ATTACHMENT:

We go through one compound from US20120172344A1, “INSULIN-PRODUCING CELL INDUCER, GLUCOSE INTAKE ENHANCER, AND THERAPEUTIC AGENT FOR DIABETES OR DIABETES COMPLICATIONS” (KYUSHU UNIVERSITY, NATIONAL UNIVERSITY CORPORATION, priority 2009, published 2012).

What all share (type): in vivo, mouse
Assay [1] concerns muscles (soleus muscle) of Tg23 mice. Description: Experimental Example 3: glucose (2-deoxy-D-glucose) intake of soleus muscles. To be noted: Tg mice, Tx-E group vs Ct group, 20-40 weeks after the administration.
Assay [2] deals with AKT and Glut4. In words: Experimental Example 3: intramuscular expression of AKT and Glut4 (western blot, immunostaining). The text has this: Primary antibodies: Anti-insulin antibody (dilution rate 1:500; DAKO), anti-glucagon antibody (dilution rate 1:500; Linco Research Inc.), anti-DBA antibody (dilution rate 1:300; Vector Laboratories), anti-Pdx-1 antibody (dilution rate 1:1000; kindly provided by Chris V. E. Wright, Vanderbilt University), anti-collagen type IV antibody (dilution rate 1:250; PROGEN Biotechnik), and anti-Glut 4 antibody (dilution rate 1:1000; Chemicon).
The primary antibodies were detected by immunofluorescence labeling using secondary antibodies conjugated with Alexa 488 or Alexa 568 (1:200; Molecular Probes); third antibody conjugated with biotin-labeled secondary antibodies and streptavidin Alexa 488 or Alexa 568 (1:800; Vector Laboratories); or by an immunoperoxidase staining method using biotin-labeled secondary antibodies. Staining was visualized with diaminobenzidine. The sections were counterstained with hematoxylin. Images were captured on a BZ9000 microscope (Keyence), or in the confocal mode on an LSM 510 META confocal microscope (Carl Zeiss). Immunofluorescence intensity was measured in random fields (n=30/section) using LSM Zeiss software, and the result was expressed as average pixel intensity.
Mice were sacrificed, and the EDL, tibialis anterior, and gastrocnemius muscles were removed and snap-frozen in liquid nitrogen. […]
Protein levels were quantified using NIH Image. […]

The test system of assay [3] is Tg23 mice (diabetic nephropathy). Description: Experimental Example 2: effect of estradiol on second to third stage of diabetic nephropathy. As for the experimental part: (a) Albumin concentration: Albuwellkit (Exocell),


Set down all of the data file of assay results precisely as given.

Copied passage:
We go through one compound from US20120172344A1, “INSULIN-PRODUCING CELL INDUCER, GLUCOSE INTAKE ENHANCER, AND THERAPEUTIC AGENT FOR DIABETES OR DIABETES COMPLICATIONS” (KYUSHU UNIVERSITY, NATIONAL UNIVERSITY CORPORATION, priority 2009, published 2012).

What all share (type): in vivo, mouse
Assay [1] concerns muscles (soleus muscle) of Tg23 mice. Description: Experimental Example 3: glucose (2-deoxy-D-glucose) intake of soleus muscles. To be noted: Tg mice, Tx-E group vs Ct group, 20-40 weeks after the administration.
Assay [2] deals with AKT and Glut4. In words: Experimental Example 3: intramuscular expression of AKT and Glut4 (western blot, immunostaining). The text has this: Primary antibodies: Anti-insulin antibody (dilution rate 1:500; DAKO), anti-glucagon antibody (dilution rate 1:500; Linco Research Inc.), anti-DBA antibody (dilution rate 1:300; Vector Laboratories), anti-Pdx-1 antibody (dilution rate 1:1000; kindly provided by Chris V. E. Wright, Vanderbilt University), anti-collagen type IV antibody (dilution rate 1:250; PROGEN Biotechnik), and anti-Glut 4 antibody (dilution rate 1:1000; Chemicon).
The primary antibodies were detected by immunofluorescence labeling using secondary antibodies conjugated with Alexa 488 or Alexa 568 (1:200; Molecular Probes); third antibody conjugated with biotin-labeled secondary antibodies and streptavidin Alexa 488 or Alexa 568 (1:800; Vector Laboratories); or by an immunoperoxidase staining method using biotin-labeled secondary antibodies. Staining was visualized with diaminobenzidine. The sections were counterstained with hematoxylin. Images were captured on a BZ9000 microscope (Keyence), or in the confocal mode on an LSM 510 META confocal microscope (Carl Zeiss). Immunofluorescence intensity was measured in random fields (n=30/section) using LSM Zeiss software, and the result was expressed as average pixel intensity.
Mice were sacrificed, and the EDL, tibialis anterior, and gastrocnemius muscles were removed and snap-frozen in liquid nitrogen. […]
Protein levels were quantified using NIH Image. […]

The test system of assay [3] is Tg23 mice (diabetic nephropathy). Description: Experimental Example 2: effect of estradiol on second to third stage of diabetic nephropathy. As for the experimental part: (a) Albumin concentration: Albuwellkit (Exocell),